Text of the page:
Music has developed an attention dependency

The attention economy defines and shapes today’s digital world. However, we have long since reached peak in the attention economy with all available free time now addressed. What this means is that previously, when digital entertainment propositions grew, they were often using up users’ free time. Now though, every minute gained is at someone else’s expense. The battle for attention is now both fierce and intense. What is more, it will get worse when much of the population finally returns to commuting and going out, as 2020 was defined by entertainment filling the extra 15% of free time people found in their weekly lives. But there is an ever bigger dynamic at play, one which gets to the very heart of entertainment: the attention economy is becoming a malign force for culture. Consumption is holding culture hostage. 

The increasingly fierce competition for consumers’ attention is becoming corrosive, with clickbait, autoplay and content farms degrading both content and culture. What matters is acquiring audience and their time, the type of content and tactics that captures them is secondary. It is not just bottom feeder content farms that play this game, instead the wider digital entertainment landscape has allowed itself to become infected by their strategic worldview.

The attention dependency goes way beyond media

Do not for a minute think this is a media-only problem. The corrosive impact of the attention economy can be seen right across digital entertainment, from hastily churned out scripted dramas, through to music. Artists and labels are locked in a race to increase the volume and velocity of music they put out, spurred on by Spotify’s Daniel Ek clarion call to up the ante even further. In this volume and velocity game, algorithm-friendly A&R and playlist hits win out. Clickbait music comes out on top. And because music attention spans are shortening, no sooner has the listener’s attention been grabbed, then it is lost again due to the next new track. In the attention economy’s volume and velocity game, the streaming platform is a hungry beast that is perpetually hungry. Each new song is just another bit of calorific input to sate its appetite.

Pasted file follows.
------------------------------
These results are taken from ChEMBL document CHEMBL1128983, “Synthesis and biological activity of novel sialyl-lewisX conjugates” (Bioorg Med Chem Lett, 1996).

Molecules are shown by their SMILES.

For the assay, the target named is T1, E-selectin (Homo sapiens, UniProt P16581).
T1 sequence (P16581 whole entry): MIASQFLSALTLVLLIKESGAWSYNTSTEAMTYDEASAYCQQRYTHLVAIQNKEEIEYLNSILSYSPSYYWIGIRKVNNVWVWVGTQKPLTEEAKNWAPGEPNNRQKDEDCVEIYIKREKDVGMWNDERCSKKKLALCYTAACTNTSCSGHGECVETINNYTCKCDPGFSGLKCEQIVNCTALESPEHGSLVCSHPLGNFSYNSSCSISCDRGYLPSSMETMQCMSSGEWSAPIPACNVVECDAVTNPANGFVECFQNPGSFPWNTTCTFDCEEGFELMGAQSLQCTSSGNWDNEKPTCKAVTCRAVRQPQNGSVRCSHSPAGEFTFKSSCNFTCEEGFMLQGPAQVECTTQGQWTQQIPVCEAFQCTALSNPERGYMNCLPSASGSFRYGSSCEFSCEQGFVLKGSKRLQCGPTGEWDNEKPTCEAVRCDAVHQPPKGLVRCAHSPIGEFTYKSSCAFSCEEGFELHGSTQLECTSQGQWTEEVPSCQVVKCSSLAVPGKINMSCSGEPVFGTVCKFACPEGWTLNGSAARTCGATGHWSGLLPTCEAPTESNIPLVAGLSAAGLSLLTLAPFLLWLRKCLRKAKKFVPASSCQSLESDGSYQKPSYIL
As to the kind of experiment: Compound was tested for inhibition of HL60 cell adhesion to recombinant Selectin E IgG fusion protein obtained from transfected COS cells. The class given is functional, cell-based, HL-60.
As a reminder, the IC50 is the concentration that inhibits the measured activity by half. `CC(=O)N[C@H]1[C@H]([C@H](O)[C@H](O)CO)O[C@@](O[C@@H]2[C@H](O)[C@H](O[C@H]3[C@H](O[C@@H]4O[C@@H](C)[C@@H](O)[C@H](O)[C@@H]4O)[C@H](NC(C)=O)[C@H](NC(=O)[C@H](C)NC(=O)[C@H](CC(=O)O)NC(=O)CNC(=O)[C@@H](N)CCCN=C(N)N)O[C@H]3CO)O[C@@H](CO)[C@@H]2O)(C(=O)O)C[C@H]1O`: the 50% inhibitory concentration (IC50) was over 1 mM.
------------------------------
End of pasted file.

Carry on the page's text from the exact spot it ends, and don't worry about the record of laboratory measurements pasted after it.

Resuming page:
In this world, ‘streamability’ trumps musicality, but it is not just culture that suffers. Cutting through the clutter of 50,000 new songs every day also delivers diminishing returns for marketing spend. Labels have to spend more to get weaker results. 

Music subscriptions accentuate the worst parts of the attention economy 

Perhaps most importantly of all though, music subscriptions are the worst possible ecosystem in which to monetise the attention economy. In online media, more clicks means more ads, which means more ad revenue. In music subscriptions it is a fight to the death for a slice of a finite royalty pot. A royalty pot that is also impacted by slowing streaming growth and declining ARPU. The music industry has developed an attention dependency in the least healthy environment possible.

This is not one of those market dynamics that will eventually find a natural course correction. Instead, the music industry has to decide it wants to break its attention dependency and start doing things differently. Until then, consumption and content will continue to push culture to the side lines.

It is time to take hold of the wheel

Some years ago, Andrew Llyod Webber said this: “The fine wines of France are not merely content for the glass manufacturing business”. Although those words are of someone from the old world grappling with the new, the underlying premise remains. None of this is to suggest that streaming consumption is not the future. Nor is it to even suggest that all of the changes to the culture of music that streaming has brought about are negative. In fact, it may be that streaming-era music culture is simply what the future of music is going to be. But what is crucial is that artists, labels, songwriters and publishers take an active role in steering the ship to the future rather than simply getting pulled along by the streaming tide.

Virtual concerts: A new video format